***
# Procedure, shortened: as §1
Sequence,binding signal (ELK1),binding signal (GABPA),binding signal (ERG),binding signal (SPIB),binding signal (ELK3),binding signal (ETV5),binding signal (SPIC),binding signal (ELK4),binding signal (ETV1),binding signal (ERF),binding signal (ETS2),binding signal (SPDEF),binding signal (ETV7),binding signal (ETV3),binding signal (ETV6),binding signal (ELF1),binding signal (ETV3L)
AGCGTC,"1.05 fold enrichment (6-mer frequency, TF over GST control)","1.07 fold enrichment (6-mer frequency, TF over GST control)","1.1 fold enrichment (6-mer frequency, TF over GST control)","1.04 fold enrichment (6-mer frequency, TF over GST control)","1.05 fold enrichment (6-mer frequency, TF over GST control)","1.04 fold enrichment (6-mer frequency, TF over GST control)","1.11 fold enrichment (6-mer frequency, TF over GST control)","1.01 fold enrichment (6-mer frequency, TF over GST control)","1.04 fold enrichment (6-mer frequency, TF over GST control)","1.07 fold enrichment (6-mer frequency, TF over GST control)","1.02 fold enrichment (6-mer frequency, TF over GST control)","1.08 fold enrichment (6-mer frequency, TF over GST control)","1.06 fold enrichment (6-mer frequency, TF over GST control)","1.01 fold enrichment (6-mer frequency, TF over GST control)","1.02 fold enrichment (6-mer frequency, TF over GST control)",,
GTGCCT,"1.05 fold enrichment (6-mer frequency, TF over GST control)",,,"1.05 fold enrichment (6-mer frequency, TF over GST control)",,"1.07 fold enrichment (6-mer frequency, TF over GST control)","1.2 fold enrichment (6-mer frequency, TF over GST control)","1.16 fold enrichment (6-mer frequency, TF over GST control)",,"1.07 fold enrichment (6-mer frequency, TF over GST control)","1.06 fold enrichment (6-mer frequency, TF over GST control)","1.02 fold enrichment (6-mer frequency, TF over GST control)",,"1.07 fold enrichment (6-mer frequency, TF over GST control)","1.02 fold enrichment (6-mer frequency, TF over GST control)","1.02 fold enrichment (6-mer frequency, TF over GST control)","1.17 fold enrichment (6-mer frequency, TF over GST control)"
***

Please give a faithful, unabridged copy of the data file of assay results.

# Procedure, shortened: as §1
Sequence,binding signal (ELK1),binding signal (GABPA),binding signal (ERG),binding signal (SPIB),binding signal (ELK3),binding signal (ETV5),binding signal (SPIC),binding signal (ELK4),binding signal (ETV1),binding signal (ERF),binding signal (ETS2),binding signal (SPDEF),binding signal (ETV7),binding signal (ETV3),binding signal (ETV6),binding signal (ELF1),binding signal (ETV3L)
AGCGTC,"1.05 fold enrichment (6-mer frequency, TF over GST control)","1.07 fold enrichment (6-mer frequency, TF over GST control)","1.1 fold enrichment (6-mer frequency, TF over GST control)","1.04 fold enrichment (6-mer frequency, TF over GST control)","1.05 fold enrichment (6-mer frequency, TF over GST control)","1.04 fold enrichment (6-mer frequency, TF over GST control)","1.11 fold enrichment (6-mer frequency, TF over GST control)","1.01 fold enrichment (6-mer frequency, TF over GST control)","1.04 fold enrichment (6-mer frequency, TF over GST control)","1.07 fold enrichment (6-mer frequency, TF over GST control)","1.02 fold enrichment (6-mer frequency, TF over GST control)","1.08 fold enrichment (6-mer frequency, TF over GST control)","1.06 fold enrichment (6-mer frequency, TF over GST control)","1.01 fold enrichment (6-mer frequency, TF over GST control)","1.02 fold enrichment (6-mer frequency, TF over GST control)",,
GTGCCT,"1.05 fold enrichment (6-mer frequency, TF over GST control)",,,"1.05 fold enrichment (6-mer frequency, TF over GST control)",,"1.07 fold enrichment (6-mer frequency, TF over GST control)","1.2 fold enrichment (6-mer frequency, TF over GST control)","1.16 fold enrichment (6-mer frequency, TF over GST control)",,"1.07 fold enrichment (6-mer frequency, TF over GST control)","1.06 fold enrichment (6-mer frequency, TF over GST control)","1.02 fold enrichment (6-mer frequency, TF over GST control)",,"1.07 fold enrichment (6-mer frequency, TF over GST control)","1.02 fold enrichment (6-mer frequency, TF over GST control)","1.02 fold enrichment (6-mer frequency, TF over GST control)","1.17 fold enrichment (6-mer frequency, TF over GST control)"